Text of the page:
Butcher, 66, has returned from time to time with additions to the chapel; the main sanctuary houses 84 individual murals with multicultural Precious Moments figures acting out biblical scenes. Butcher's magnum opus is "Hallelujah Square," a ceiling-to-floor vision of heaven populated by angels, puppies and families in the middle of reunions.
"The chapel is a walk through the Bible -- heaven as seen through the eyes of child," Easley says. "And there are some real people in there. Most of the artwork in 'Hallelujah Square' is based on real children 'whose lives ended too soon, but whose lives continue to inspire.' That's how it's typically described."
One of the most famous is Coleenia, daughter of Missouri couple Mike and Carolyn Sutton. Coleenia was a seriously ill young woman who came to the chapel with her mother while Butcher was adding paintings in 1990. After her visit to Carthage, Coleenia passed away, and Butcher incorporated her image into the main mural.
"I told [the family] they would find Coleenia and her favorite clown doll in permanent residence in 'Hallelujah Square,'" Butcher said at the time.
When Butcher's young son Philip died in a car accident in 1990, the family dedicated a room in the chapel to him, complete with its own mural. In the painting, cloud-perched angels hold up a sign that says "Welcome Home Philip."
Another room nearby contains photographs of deceased children next to pictures of their Precious Moments portraits. Visitors are also encouraged to write their own remembrances of departed loved ones in huge, leather-bound ledgers.
"It's an incredible place," Easley says. "Friends and family will come there and feel comforted when they see their loved ones in heaven."
While all this might seem maudlin in another context, it must be remembered that Precious Moments Park (and the brand, for that matter) thrives on being proudly sentimental.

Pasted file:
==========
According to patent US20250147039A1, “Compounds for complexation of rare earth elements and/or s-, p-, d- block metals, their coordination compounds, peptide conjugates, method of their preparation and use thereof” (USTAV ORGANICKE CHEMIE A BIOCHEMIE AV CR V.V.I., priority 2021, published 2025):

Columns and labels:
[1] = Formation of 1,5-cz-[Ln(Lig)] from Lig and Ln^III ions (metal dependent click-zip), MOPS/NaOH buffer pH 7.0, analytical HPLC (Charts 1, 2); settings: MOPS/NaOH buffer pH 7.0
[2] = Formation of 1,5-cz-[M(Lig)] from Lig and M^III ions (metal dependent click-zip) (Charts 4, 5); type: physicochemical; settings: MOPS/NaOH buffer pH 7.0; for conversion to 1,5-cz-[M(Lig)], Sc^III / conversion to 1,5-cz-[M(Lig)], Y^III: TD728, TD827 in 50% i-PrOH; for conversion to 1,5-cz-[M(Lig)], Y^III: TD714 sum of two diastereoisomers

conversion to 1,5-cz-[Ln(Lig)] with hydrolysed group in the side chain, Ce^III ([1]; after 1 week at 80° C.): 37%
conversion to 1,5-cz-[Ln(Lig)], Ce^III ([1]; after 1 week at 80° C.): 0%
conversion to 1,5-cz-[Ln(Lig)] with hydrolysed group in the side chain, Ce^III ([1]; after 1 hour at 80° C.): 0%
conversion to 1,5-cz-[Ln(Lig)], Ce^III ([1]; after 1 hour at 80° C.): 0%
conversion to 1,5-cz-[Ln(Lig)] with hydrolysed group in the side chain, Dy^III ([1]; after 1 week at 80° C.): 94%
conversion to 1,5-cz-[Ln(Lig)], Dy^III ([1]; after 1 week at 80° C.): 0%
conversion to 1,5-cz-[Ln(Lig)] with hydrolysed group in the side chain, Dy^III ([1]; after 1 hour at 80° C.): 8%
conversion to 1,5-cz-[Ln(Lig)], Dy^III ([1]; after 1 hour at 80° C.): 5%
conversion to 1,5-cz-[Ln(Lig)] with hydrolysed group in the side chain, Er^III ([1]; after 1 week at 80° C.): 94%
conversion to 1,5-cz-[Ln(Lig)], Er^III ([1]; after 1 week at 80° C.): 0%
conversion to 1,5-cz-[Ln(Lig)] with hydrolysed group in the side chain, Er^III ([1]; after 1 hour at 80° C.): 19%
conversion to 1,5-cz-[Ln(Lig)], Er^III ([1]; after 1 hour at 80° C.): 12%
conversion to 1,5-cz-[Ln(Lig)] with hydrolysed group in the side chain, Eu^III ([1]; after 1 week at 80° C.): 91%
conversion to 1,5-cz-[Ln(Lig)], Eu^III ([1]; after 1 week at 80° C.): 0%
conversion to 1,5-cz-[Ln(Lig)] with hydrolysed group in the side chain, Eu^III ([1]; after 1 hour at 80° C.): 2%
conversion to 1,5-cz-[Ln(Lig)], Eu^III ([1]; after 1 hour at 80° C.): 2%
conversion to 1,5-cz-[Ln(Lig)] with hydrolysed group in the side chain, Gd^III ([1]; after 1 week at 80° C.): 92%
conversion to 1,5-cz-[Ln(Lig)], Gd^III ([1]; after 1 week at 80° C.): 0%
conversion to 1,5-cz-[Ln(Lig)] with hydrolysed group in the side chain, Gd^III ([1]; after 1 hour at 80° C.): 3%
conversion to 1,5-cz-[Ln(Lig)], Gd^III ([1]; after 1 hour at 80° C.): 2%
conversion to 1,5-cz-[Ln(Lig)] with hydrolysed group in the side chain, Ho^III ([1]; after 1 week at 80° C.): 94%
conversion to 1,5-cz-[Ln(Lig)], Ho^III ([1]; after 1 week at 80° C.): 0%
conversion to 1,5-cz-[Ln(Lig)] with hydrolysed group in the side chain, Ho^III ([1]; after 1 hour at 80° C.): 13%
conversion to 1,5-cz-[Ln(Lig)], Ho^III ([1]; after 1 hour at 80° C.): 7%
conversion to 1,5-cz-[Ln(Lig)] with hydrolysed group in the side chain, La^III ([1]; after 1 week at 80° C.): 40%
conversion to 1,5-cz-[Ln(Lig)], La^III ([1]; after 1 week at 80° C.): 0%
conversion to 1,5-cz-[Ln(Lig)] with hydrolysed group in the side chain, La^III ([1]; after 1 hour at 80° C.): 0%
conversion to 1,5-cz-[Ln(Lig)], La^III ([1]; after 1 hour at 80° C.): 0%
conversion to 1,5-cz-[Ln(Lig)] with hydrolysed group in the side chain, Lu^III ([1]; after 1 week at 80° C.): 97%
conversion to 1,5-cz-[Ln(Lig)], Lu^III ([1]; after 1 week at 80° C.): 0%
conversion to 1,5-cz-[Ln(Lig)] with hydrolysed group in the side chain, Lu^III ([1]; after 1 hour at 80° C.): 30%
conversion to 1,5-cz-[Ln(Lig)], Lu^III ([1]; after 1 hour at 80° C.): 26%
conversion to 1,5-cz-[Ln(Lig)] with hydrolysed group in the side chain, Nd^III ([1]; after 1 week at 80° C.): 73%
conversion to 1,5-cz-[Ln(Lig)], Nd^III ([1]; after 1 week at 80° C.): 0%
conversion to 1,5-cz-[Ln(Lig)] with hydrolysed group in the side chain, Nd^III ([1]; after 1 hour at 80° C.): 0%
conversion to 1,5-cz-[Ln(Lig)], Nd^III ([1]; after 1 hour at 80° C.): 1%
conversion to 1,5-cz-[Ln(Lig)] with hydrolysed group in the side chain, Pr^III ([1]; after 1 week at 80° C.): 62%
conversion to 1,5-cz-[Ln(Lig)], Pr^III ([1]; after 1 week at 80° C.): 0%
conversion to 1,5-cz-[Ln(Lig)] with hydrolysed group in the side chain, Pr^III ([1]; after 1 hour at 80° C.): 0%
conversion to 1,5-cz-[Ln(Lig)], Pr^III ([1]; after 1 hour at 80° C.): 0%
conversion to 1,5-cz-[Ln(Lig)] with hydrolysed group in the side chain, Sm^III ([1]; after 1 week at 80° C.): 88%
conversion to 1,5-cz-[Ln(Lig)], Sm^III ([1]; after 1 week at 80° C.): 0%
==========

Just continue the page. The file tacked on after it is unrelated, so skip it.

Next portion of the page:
It's a place that wears its worldview on its sleeve, from the Ten Commandments posted on a sandwich board outside the Fountain of Angels building to a poem taped up in the park shuttle buses.
The poem reads, in part, "... It was the Veteran, not the poet, who has given us freedom of speech. / It was the Veteran, not the lawyer, who has given us the right to fair trial. / It was the Veteran, not the campus organizer, who has given us freedom to demonstrate. ..."
All this makes the park an unusual tourist draw in a state that's home to the variety-show attractions of Branson and Silver Dollar City, not to mention the heart-stopping roller coasters of Six Flags St. Louis.
Attendance has been down 25 percent to 30 percent since Sept. 11, Easley says, with an average 3,350 visitors on a typical summer weekend. Easley says admission numbers are up from last year, however.
Precious Moments Inc. was also dealt a blow recently when Enesco Group Inc., which distributed the figures for 12 years, announced it was "transferring the business back to Precious Moments two years before its license was set to expire," according to a piece in business newspaper Crain's Chicago Business.
The same article cited a drop in the figurine market, from $2.4 billion in 2000 to $1.2 billion in 2003.
Precious Moments Inc. sees the move as an opportunity for growth, says John Brooks, vice president of sales.
"We're very, very excited about ... the brand coming home. We can focus on one brand," Brooks says. "What we're trying to do is stabilize and reinvigorate the brand again ... we've found that its so positive and there's so much awareness of it among the public."
For Maria Laboy, 31, a Puerto Rico native working as a TV producer in Kansas City, Mo., the Precious Moments brand has been omnipresent. She spent one recent weekend touring the park with her family, including five energetic nieces. Laboy has a Precious Moments jewelry box, but no figurines.
"Growing up, it's everywhere. Like it is here. In Puerto Rico, they sell those figures everywhere," Laboy says.
Her sister Lideana, 35, adds: "I think that once you visit the Precious Moments Park, you'll have more appreciation for the meaning of the figures."